The Meddler (2015)

meddler_2015_poster
  • Time: 100 min
  • Genre: Comedy | Drama
  • Director: Lorene Scafaria
  • Cast: Susan Sarandon, Rose Byrne, J.K. Simmons

Storyline:

An aging widow from New York City follows her daughter to Los Angeles in hopes of starting a new life after her husband passes away.

One review

  • “Maybe you could be my hobby,” Marnie Minervini (Susan Sarandon) tells her daughter Lori (Rose Byrne) in the early stages of Lorene Scafaria’s sophomore feature, The Meddler. Of course, her daughter has been a lifelong hobby but perhaps Marnie’s constant attention hadn’t seemed so smothering when it wasn’t just the two of them.

    Drawing upon her own personal experience with her irrepressible mother Gail, Scafaria paints an affectionate portrait of a particularly well-meaning soul. When we first meet the Brooklyn-accented, recently widowed Marnie, she’s adjusting to life in Los Angeles, where she’s moved to be closer to Lori, a television writer who seems to be in a constant state of shambles. Meddling mothers may be commonly portrayed as irritants or as punchlines but, despite Lori’s exasperations, Marnie’s constant presence – whether in the form of lengthy voicemails detailing the various goings-on in her life or showing up in person and bearing bagels – is a source of great comfort.

    Yet that very same comfort can chafe and when Lori has to leave for a shoot in New York, she takes it as an opportunity to set some boundaries with Marnie. Left all by her lonesome and blessed with a generous inheritance from her late husband, Marnie finds ways to feel useful and stave off the loneliness. She volunteers at a hospital where she becomes a constant companion to an old woman. She offers her babysitting services to one of Lori’s friends, Jillian (Cecily Strong), and, upon hearing that Jillian never had the wedding of her dreams with her lesbian partner, insists on giving her the $13,000 needed to bring her dream wedding to life. The Apple store employee (Jerrod Carmichael) she encouraged to pursue a law degree is another beneficiary of her attention – not only does she drive him to and from his classes, but even helps him study for his exams.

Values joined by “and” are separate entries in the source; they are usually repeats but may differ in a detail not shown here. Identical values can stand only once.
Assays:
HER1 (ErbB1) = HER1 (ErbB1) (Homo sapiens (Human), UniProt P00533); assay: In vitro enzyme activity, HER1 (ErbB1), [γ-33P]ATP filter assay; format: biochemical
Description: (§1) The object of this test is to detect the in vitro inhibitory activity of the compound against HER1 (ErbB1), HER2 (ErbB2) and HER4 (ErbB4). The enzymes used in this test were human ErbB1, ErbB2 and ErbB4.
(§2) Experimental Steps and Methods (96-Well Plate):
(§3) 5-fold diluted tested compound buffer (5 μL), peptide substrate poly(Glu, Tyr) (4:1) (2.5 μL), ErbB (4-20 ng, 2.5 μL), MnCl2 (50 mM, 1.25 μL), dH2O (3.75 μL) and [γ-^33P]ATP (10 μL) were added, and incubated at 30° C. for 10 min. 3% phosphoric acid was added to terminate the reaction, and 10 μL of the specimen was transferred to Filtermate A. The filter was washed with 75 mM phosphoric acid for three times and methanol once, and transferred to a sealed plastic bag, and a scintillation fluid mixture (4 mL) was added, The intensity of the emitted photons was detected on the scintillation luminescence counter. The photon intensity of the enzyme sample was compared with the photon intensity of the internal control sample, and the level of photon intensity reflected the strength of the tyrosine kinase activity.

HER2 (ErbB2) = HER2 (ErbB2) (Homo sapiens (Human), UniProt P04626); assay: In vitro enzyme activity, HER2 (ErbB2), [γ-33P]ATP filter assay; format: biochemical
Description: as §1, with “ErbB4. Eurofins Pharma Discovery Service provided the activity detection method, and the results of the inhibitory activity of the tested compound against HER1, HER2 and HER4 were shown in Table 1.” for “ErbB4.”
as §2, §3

Marnie also slowly edges into a romance with Zipper (J.K. Simmons), a Harley-driving ex-cop she meets on a film set onto which she inadvertently wandered. Their first “date” includes Zipper introducing her to his beloved chickens whom he serenades with Dolly Parton tunes. Sarandon and Simmons are so irresistible together that one wishes their romance was the primary focus of the film, but The Meddler is so warmhearted with all of its characters that it’s difficult to fault Scafaria from populating the tale with them. That said, more focus would have been welcome on Marnie and Lori since Sarandon and Byrne make for a convincing mother-daughter pairing and the movie lifts whenever they’re together.

    Devoid of huge plot developments and sometimes verging into sitcom territory, The Meddler gleans its many charms from its relatable and heartfelt characters and most of all from the zesty and effervescent Sarandon.

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